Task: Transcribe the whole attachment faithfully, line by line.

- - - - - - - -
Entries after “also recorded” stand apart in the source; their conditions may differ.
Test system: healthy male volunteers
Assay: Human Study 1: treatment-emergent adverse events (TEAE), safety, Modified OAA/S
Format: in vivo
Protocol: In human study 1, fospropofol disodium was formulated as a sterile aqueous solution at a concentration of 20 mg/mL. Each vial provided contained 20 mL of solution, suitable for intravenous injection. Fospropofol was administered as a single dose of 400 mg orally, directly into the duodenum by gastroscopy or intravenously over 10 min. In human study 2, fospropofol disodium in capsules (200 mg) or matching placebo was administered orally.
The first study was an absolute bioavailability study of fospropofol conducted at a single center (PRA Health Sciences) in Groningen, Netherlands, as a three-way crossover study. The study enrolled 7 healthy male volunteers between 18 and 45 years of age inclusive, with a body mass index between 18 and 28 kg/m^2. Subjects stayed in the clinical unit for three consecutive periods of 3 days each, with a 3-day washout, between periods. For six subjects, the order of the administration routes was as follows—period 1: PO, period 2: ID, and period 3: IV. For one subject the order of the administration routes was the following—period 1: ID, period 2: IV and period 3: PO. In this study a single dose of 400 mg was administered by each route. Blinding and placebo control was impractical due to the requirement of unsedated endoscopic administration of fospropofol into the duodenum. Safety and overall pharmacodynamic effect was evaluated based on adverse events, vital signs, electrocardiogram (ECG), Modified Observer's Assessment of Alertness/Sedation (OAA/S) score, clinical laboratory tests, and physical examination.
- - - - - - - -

Entries after “also recorded” stand apart in the source; their conditions may differ.
Test system: healthy male volunteers
Assay: Human Study 1: treatment-emergent adverse events (TEAE), safety, Modified OAA/S
Format: in vivo
Protocol: In human study 1, fospropofol disodium was formulated as a sterile aqueous solution at a concentration of 20 mg/mL. Each vial provided contained 20 mL of solution, suitable for intravenous injection. Fospropofol was administered as a single dose of 400 mg orally, directly into the duodenum by gastroscopy or intravenously over 10 min. In human study 2, fospropofol disodium in capsules (200 mg) or matching placebo was administered orally.
The first study was an absolute bioavailability study of fospropofol conducted at a single center (PRA Health Sciences) in Groningen, Netherlands, as a three-way crossover study. The study enrolled 7 healthy male volunteers between 18 and 45 years of age inclusive, with a body mass index between 18 and 28 kg/m^2. Subjects stayed in the clinical unit for three consecutive periods of 3 days each, with a 3-day washout, between periods. For six subjects, the order of the administration routes was as follows—period 1: PO, period 2: ID, and period 3: IV. For one subject the order of the administration routes was the following—period 1: ID, period 2: IV and period 3: PO. In this study a single dose of 400 mg was administered by each route. Blinding and placebo control was impractical due to the requirement of unsedated endoscopic administration of fospropofol into the duodenum. Safety and overall pharmacodynamic effect was evaluated based on adverse events, vital signs, electrocardiogram (ECG), Modified Observer's Assessment of Alertness/Sedation (OAA/S) score, clinical laboratory tests, and physical examination.